Southern Illinois earthquake prompts call for emergency preparedness



(The Center Square) – Southern Illinois residents are stressing the need to stand ready for emergencies after a 3.2 magnitude tremor shook much of the area earlier this month.

This earthquake Dec. 17 was brief and hit overnight at 10:10 p.m. in Jefferson County between Waltonville and DuBois with no major damage reported, according to Matt Bierman, director of Washington County Emergency Management Agency.

“A lot of people thought it was a sonic boom or a truck driving by but there was a little bit of a shake too, and it was felt over a lot of southern Illinois,” Bierman said, adding that “tremors happen quite frequently.”

The biggest concern is yet to come. Since the area is sandwiched between two seismic zones, New Madrid and Wabash Valley, there has long been anticipation of an epic event. For that Bierman is asking residents to get ready.

“When it does happen, it will throw us into Third World country for a while until we can get help and they need to be prepared for that,” he told The Center Square, picturing the loss of bridges and cell service.

Bierman stressed the need to have a prearranged place to meet family, as well as emergency and medical supplies, flashlights with extra batteries, non-perishable food, water and easy access to important documents.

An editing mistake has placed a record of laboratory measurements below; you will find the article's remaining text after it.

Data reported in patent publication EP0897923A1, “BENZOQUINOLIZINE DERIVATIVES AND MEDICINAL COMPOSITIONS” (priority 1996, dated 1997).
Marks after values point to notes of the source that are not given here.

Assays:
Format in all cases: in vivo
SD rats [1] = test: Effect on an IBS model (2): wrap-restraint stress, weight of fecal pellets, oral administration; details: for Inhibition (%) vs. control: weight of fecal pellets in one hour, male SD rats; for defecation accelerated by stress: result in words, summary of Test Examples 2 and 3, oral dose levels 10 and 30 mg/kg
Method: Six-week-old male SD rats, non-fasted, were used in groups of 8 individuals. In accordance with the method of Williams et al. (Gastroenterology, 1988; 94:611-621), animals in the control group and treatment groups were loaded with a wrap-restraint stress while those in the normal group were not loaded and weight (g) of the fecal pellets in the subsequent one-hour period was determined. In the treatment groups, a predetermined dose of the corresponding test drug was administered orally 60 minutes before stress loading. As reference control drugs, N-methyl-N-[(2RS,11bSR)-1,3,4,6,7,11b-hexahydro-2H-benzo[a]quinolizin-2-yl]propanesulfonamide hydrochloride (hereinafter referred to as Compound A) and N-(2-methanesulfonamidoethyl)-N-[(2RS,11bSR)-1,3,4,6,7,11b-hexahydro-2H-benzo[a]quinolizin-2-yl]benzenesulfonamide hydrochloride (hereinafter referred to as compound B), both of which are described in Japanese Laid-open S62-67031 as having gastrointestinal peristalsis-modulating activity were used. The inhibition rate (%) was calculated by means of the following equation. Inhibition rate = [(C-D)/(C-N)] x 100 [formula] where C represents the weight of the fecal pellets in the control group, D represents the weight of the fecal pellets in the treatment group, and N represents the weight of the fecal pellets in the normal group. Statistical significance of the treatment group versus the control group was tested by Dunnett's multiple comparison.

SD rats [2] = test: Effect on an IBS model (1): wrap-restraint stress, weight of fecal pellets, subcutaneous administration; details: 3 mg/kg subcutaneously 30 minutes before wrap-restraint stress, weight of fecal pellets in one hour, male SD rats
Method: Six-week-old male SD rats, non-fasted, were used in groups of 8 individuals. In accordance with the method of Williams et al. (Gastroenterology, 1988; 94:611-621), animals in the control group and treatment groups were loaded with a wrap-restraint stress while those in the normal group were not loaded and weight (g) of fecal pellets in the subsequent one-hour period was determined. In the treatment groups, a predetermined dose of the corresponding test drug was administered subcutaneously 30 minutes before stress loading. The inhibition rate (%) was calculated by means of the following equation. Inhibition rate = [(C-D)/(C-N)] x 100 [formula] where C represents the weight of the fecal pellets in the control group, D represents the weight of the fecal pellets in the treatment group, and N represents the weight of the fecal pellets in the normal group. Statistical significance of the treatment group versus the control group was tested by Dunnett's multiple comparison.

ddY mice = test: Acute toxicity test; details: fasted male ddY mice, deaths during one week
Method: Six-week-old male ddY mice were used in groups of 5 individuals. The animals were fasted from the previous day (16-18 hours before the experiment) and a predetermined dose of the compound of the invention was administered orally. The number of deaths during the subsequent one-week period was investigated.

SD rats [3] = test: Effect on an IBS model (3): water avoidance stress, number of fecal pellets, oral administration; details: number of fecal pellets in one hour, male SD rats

“You need to be able to sustain yourself for a minimum of 72 hours,” he said, also emphasizing the need to stay calm and obey laws.

Family drills can reinforce what to do when a quake strikes, such as seeking shelter under sturdy furniture until able to flee outside. The shelter should be found away from power lines, ideally an open field. He also suggested a battery-operated AM radio to keep residents abreast of emergency response efforts.

While this major quake has been suggested for some time, Bierman said folks should look at it as a definite.

“The experts say it is gonna happen. It’s not an if but rather a when,” he said.

Bierman called to mind that the largest earthquake in U.S. history occurred in Illinois over 200 years ago and the area is sandwiched between two seismic zones.

To learn how to survive and stand ready, he directs residents to the federal website or state website at

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